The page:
Inhibition of potential uptake pathways for silver nanoparticles in estuarine snail Peringia ulvae

Khan, F and Misra, S and Bury, Nic and Smith, b and Rainbow, P and Luoma, S and Valsami-Jones, E (2015) Inhibition of potential uptake pathways for silver nanoparticles in estuarine snail Peringia ulvae. Nanotoxicology, 9 (4). pp. 493-501. ISSN 1743-5390

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Mechanisms involved in the uptake of Ag NPs, and NPs in general, have been long debated within nano-ecotoxicology. In vitro studies provide evidence of the different available uptake pathways, but in vivo demonstrations are lacking. In this study, pharmacological inhibitors were employed to block specific uptake pathways that have been implicated in the transport of metal NPs and aqueous metal forms; phenamil (inhibits Na+ channel), bafilomycin A1 (H+ proton pump), amantadine (clathrin-mediated endocytosis), nystatin (caveolae-mediated endocytosis) and phenylarsine oxide (PAO, macropinocytosis). Peringia ulvae (snails) were exposed to 150 µg Ag L−1 added as citrate capped Ag NPs or aqueous Ag (AgNO3) in combination with inhibitor treatment (determined by preliminary studies). Reductions in accumulated tissue burdens caused by the inhibitors were compared to control exposures (i.e. no inhibition) after 6 and 24 h. No inhibitor treatment completely eliminated the uptake of Ag in either aqueous or NP form, but all inhibitor treatments, except phenamil, significantly reduced the uptake of Ag presented as Ag NPs. Clathrin- and caveolae-mediated endocytosis appear to be mechanisms exploited by Ag NPs, with the latter pathway only active at 24 h. Inhibition of the H+ proton pump showed that a portion of Ag NP uptake is achieved as aqueous Ag and is explained by the dissolution of the particles (∼25% in 24 h). This in vivo study demonstrates that uptake of Ag from Ag NPs is achieved by multiple pathways and that these pathways are simultaneously active.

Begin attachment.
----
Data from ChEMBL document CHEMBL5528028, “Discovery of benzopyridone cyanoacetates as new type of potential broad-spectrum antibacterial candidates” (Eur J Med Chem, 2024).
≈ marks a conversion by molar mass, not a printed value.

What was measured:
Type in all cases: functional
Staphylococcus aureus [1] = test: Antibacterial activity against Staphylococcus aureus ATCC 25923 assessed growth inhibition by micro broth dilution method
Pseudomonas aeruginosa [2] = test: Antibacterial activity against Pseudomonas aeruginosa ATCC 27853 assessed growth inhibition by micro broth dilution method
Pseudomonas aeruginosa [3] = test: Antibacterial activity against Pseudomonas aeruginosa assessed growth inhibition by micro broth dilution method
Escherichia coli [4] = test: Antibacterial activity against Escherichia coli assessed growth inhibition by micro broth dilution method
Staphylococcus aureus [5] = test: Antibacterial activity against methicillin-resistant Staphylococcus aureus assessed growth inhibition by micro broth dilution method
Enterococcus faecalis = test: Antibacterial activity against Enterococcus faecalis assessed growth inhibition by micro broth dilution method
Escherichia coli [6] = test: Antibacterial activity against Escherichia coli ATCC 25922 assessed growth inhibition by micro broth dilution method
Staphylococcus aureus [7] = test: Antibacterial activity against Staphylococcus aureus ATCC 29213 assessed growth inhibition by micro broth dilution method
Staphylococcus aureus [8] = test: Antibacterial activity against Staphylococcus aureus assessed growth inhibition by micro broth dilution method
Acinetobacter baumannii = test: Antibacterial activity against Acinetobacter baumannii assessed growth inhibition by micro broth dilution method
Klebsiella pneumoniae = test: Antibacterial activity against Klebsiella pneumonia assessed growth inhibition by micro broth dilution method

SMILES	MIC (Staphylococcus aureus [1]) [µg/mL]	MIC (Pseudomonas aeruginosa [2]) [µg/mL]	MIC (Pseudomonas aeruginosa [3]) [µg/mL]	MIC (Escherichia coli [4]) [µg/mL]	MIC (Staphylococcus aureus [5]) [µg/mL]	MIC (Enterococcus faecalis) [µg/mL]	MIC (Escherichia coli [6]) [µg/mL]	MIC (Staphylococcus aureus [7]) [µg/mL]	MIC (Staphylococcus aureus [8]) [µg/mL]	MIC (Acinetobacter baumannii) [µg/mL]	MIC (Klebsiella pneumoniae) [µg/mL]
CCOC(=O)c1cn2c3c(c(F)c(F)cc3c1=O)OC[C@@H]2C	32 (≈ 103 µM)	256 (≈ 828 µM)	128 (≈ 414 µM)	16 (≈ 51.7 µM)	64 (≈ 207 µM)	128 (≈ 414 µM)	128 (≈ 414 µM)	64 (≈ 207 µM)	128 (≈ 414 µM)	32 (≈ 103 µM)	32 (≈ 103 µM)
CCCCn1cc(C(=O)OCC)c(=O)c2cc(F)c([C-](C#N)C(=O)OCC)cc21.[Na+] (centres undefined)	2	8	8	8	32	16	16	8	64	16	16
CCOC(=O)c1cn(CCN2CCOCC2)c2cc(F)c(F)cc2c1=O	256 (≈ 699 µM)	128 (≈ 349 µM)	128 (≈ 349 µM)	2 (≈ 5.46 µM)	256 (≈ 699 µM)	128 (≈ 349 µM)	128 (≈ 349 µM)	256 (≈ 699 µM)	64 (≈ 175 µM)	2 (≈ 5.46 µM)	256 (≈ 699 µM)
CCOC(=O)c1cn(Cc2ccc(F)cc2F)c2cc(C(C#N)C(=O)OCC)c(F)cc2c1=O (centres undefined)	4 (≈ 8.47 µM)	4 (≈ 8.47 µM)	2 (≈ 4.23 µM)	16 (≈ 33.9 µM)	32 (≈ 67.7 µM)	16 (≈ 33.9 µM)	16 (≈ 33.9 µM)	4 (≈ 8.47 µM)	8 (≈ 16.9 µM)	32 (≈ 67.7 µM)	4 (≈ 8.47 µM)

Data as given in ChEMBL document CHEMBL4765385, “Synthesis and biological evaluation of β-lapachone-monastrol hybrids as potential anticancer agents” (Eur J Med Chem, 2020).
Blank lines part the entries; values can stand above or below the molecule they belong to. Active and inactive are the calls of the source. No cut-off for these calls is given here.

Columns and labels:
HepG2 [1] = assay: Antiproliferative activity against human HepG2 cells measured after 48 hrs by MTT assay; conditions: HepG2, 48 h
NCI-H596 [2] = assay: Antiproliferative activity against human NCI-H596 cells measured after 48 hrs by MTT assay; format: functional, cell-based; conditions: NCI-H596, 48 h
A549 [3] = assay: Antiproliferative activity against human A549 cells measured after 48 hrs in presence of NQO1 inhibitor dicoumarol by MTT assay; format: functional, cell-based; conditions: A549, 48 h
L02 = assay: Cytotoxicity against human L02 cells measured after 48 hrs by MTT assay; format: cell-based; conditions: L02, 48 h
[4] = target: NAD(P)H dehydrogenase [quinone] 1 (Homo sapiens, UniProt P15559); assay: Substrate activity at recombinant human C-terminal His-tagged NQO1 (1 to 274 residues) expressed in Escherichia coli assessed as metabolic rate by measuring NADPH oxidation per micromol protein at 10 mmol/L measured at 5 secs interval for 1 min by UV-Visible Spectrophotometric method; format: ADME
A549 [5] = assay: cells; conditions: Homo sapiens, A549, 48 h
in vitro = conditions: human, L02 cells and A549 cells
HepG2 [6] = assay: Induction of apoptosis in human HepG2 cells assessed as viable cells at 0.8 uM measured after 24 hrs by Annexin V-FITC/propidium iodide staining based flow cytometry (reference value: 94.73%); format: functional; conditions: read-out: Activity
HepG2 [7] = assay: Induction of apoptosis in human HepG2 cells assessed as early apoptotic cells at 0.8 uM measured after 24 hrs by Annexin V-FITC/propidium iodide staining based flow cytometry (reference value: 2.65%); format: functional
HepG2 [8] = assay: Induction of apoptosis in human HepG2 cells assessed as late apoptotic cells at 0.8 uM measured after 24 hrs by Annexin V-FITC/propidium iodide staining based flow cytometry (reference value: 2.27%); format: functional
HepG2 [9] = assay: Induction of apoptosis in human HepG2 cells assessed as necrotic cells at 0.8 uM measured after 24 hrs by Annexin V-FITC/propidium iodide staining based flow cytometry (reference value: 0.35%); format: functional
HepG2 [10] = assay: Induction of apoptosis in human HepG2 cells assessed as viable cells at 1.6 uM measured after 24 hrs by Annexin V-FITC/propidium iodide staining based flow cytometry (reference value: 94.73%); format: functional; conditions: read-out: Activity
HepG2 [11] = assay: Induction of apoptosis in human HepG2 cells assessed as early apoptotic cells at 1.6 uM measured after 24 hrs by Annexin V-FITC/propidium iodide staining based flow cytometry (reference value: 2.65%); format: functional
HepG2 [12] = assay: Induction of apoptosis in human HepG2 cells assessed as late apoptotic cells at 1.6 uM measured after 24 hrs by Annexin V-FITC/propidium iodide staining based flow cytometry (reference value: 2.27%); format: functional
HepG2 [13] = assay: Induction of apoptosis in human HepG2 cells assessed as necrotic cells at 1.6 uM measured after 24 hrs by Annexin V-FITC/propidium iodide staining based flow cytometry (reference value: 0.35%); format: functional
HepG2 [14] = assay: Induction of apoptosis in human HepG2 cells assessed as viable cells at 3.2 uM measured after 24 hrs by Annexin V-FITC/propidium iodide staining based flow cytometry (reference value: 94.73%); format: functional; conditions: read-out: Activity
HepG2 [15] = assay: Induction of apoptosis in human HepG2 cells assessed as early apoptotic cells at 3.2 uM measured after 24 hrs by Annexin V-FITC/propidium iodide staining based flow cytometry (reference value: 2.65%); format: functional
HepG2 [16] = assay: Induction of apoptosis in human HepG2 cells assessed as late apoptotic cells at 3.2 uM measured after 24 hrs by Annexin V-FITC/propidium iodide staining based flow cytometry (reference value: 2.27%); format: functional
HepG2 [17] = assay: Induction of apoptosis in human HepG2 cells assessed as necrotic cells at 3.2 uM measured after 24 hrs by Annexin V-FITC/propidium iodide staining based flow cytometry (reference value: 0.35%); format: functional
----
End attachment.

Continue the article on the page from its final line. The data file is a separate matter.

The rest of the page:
Item Type: Article
Uncontrolled Keywords: Ag NPs, cellular uptake mechanisms, endocytosis, pharmaceutical inhibition
Subjects: Q Science > Q Science (General)
Divisions: Faculty of Health & Science > Department of Science & Technology
Depositing User: David Upson-Dale
Date Deposited: 23 Nov 2017 11:25
Last Modified: 23 Nov 2017 11:25

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